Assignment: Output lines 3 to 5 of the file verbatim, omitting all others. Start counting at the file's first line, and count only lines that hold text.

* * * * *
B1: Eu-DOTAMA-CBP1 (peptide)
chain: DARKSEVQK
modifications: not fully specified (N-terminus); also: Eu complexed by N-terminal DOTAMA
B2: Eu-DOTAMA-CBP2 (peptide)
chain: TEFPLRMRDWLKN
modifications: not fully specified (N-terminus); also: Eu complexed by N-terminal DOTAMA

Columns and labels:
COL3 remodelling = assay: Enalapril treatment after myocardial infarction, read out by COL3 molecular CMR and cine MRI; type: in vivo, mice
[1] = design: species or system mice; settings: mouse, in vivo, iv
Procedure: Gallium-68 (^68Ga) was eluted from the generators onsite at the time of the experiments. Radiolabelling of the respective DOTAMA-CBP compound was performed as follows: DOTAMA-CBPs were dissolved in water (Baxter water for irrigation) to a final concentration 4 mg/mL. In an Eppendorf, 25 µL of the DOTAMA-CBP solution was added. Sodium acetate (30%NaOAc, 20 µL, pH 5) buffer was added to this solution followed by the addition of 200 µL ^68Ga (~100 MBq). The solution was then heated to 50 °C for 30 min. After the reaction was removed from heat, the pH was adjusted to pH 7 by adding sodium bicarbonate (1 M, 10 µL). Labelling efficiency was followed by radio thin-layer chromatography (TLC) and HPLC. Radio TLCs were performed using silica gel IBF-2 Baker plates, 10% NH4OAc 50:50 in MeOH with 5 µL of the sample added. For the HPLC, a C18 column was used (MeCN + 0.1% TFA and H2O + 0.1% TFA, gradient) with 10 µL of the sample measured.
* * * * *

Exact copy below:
modifications: not fully specified (N-terminus); also: Eu complexed by N-terminal DOTAMA
B2: Eu-DOTAMA-CBP2 (peptide)
chain: TEFPLRMRDWLKN